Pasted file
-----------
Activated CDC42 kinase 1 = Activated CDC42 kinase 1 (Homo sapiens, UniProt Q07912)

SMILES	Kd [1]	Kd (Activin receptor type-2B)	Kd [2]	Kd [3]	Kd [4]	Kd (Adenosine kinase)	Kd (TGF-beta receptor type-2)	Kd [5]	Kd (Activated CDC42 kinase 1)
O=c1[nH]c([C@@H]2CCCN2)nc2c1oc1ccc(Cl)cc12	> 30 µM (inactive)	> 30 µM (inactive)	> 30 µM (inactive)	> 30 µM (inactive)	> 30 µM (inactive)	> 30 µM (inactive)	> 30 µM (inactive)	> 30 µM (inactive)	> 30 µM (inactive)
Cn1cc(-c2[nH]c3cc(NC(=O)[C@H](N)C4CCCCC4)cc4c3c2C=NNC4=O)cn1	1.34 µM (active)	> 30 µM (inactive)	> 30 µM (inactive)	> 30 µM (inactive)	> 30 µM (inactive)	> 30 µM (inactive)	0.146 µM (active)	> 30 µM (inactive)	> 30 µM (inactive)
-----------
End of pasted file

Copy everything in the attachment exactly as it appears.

Activated CDC42 kinase 1 = Activated CDC42 kinase 1 (Homo sapiens, UniProt Q07912)

SMILES	Kd [1]	Kd (Activin receptor type-2B)	Kd [2]	Kd [3]	Kd [4]	Kd (Adenosine kinase)	Kd (TGF-beta receptor type-2)	Kd [5]	Kd (Activated CDC42 kinase 1)
O=c1[nH]c([C@@H]2CCCN2)nc2c1oc1ccc(Cl)cc12	> 30 µM (inactive)	> 30 µM (inactive)	> 30 µM (inactive)	> 30 µM (inactive)	> 30 µM (inactive)	> 30 µM (inactive)	> 30 µM (inactive)	> 30 µM (inactive)	> 30 µM (inactive)
Cn1cc(-c2[nH]c3cc(NC(=O)[C@H](N)C4CCCCC4)cc4c3c2C=NNC4=O)cn1	1.34 µM (active)	> 30 µM (inactive)	> 30 µM (inactive)	> 30 µM (inactive)	> 30 µM (inactive)	> 30 µM (inactive)	0.146 µM (active)	> 30 µM (inactive)	> 30 µM (inactive)